Anonymous's picture
Anonymous
Submitted by Anonymous on
realizing often... that so many people are out of touch with the land,, nature, and respect of mother earth

scott 's picture
scott
Submitted by scott on
albino animals are rare i'm a hunter and I was taught to respect albino animals . let them go let them live.

scott 's picture
scott
Submitted by scott on
albino animals are rare i'm a hunter and I was taught to respect albino animals . let them go let them live.

rumrunr kat gracey's picture
rumrunr kat gracey
Submitted by rumrunr kat gracey on
may the moose rest in peace n the hunters be forgiven by the ancesters and native peoples im sad n heart broken by this great spirit forgive them

Nannette Champeau's picture
Nannette Champeau
Submitted by Nannette Champeau on
I had a dream early this morning that has been bothering me all day. In the dream myself and a few friends were camped in a grove a apples. One of my friends (normally a very respectful hunter) had shot one of the deer. .a white deer. I was so upset about it as I felt the deer that came to the grove were almost tame because of the apple trees. My friend seemed unconcerned and put the deer near the camper. I noticed the deer was not dead and ran to tell my friend that the deer was still alive and suffering. He came back to finish the job but before he did, I ran to the deer and held her head in my hands, looked her in the eyes and told her how beautiful she was and how sorry I was for what had happened and thanked her for her presence. She nudged me with her nose and I felt such love from this deer. It was snowing softly and I noticed a lite dusting of snow on the ground as I woke up.

lindacavickas@ymail.com's picture
lindacavickas@y...
Submitted by lindacavickas@y... on
Can,t they be jailed or fined for doing that it won,t bring that beautiful animal back but might teach those stupid humans a lesson.

Barbara Sullivan-Parry's picture
Barbara Sulliva...
Submitted by Barbara Sulliva... on
Troglodytes.

Linda Grasse's picture
Linda Grasse
Submitted by Linda Grasse on
Since the ancient native people's man has plundered nature. These animals should be protected from gun toting thugs. Our little planet & the magnificent animals on it are a treasure that we should respect & protect. Our lack of respect for the intellectual & emotional capacity of animals is a disgrace. Native Americans & I personally believe these beautiful creatures belong to all of us .. these slime ball hunters just go out there & steal from all of us.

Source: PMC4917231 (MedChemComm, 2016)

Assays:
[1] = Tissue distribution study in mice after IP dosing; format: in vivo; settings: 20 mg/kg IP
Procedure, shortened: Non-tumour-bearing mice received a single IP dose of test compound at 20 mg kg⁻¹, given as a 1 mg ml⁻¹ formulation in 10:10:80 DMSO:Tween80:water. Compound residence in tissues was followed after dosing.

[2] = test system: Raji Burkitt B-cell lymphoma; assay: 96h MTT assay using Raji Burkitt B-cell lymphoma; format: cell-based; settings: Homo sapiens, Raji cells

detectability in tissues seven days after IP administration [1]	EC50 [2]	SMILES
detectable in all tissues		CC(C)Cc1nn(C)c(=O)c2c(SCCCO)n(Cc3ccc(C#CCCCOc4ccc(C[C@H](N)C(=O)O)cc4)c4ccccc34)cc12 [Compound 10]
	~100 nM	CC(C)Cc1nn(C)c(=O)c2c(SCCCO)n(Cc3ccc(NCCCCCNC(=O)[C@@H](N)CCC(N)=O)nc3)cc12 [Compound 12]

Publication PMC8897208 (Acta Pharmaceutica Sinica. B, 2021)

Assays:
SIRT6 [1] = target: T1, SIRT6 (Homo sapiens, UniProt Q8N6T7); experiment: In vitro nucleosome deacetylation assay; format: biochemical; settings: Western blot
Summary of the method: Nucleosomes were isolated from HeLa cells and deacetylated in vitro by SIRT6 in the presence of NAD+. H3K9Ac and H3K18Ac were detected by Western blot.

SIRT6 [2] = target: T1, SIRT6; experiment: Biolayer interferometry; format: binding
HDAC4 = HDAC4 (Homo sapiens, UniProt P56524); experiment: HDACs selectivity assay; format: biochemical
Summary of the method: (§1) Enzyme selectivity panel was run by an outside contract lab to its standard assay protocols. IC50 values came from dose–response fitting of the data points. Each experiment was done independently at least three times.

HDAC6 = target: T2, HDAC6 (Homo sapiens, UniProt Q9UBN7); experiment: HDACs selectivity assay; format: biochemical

Ramona's picture
Ramona
Submitted by Ramona on
I am mourning, too. This kind of thing makes me understand why a country where the so-called "dominant race" is white is screwed. What a waste. a few seconds ago

Myrna's picture
Myrna
Submitted by Myrna on
The Moose must've had a powerful presence about him, an animal to be admired by the people who had the priviledge. So, sad it had a horrible end. At least the hunters are giving it proper closure. People need to learn the rules and respect them.

donna cheatham's picture
donna cheatham
Submitted by donna cheatham on
I hope those hunters who killed the White Moose a lifetime of failure, sickness, and pain...that is the least they deserve , may there stupidity, may there ignorance and greed die with them as they take that last breath on this earth.

Rose Bohler.'s picture
Rose Bohler.
Submitted by Rose Bohler. on
I was so saddened reading about the white moose killed by these hunters. I was not raised on a reserve but instinctively, spiritually, you know that if you came across an animal so rare harming this awe inspiring animal would be the last thing on your mind. Pictures would be taken and prayers would be given for such a holy gift. The significance of the message would not be lost, change would come, and for that matter change was amidst us already.

madeleine kenn's picture
madeleine kenn
Submitted by madeleine kenn on
As usual the "great white hunter" can't wait to kill anything that makes them feel like "a big man" - once again an animal has worked hard at surviving to have some "idiot" hunters kill it. What did it do for your ego to kill something so beautiful that should be left in the wild. Never mind that it was spiritual importance - Man can't wait to brag to their friends - look what I killed - well guess what I personally think you are nothing a small man - never mind legally you had a right - humanely you did not! Just like the man who catches the biggest fish that has lived for who only knows how long or the rare animal to have stuffed and put on a wall to show everyone who visits "look what I did". I have zero respect for you!!!!!

Michelle Martinez's picture
Michelle Martinez
Submitted by Michelle Martinez on
These men are cowards and should publish their names!!!

Rick Edward's picture
Rick Edward
Submitted by Rick Edward on
Who kills a harmless beautiful living creature? Sick people!!!